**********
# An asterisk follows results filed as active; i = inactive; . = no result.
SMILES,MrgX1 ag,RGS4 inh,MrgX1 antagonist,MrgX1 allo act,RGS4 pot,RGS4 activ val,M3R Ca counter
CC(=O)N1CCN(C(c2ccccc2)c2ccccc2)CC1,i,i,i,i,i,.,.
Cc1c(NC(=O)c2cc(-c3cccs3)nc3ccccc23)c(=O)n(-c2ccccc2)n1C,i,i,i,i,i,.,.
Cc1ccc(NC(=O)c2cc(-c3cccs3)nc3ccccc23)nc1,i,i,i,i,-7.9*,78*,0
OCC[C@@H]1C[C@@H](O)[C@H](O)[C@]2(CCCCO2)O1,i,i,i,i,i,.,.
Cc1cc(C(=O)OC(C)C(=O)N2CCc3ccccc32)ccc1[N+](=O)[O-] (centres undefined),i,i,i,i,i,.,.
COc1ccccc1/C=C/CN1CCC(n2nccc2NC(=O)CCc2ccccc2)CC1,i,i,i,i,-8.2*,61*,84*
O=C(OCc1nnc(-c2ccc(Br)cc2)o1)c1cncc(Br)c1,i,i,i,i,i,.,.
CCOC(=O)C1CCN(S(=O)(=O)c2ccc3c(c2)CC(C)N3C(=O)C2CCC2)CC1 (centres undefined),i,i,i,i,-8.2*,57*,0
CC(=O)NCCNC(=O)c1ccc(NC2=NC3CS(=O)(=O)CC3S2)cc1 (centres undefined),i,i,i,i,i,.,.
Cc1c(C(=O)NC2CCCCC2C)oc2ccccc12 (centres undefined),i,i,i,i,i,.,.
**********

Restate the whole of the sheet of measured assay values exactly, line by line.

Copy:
# An asterisk follows results filed as active; i = inactive; . = no result.
SMILES,MrgX1 ag,RGS4 inh,MrgX1 antagonist,MrgX1 allo act,RGS4 pot,RGS4 activ val,M3R Ca counter
CC(=O)N1CCN(C(c2ccccc2)c2ccccc2)CC1,i,i,i,i,i,.,.
Cc1c(NC(=O)c2cc(-c3cccs3)nc3ccccc23)c(=O)n(-c2ccccc2)n1C,i,i,i,i,i,.,.
Cc1ccc(NC(=O)c2cc(-c3cccs3)nc3ccccc23)nc1,i,i,i,i,-7.9*,78*,0
OCC[C@@H]1C[C@@H](O)[C@H](O)[C@]2(CCCCO2)O1,i,i,i,i,i,.,.
Cc1cc(C(=O)OC(C)C(=O)N2CCc3ccccc32)ccc1[N+](=O)[O-] (centres undefined),i,i,i,i,i,.,.
COc1ccccc1/C=C/CN1CCC(n2nccc2NC(=O)CCc2ccccc2)CC1,i,i,i,i,-8.2*,61*,84*
O=C(OCc1nnc(-c2ccc(Br)cc2)o1)c1cncc(Br)c1,i,i,i,i,i,.,.
CCOC(=O)C1CCN(S(=O)(=O)c2ccc3c(c2)CC(C)N3C(=O)C2CCC2)CC1 (centres undefined),i,i,i,i,-8.2*,57*,0
CC(=O)NCCNC(=O)c1ccc(NC2=NC3CS(=O)(=O)CC3S2)cc1 (centres undefined),i,i,i,i,i,.,.
Cc1c(C(=O)NC2CCCCC2C)oc2ccccc12 (centres undefined),i,i,i,i,i,.,.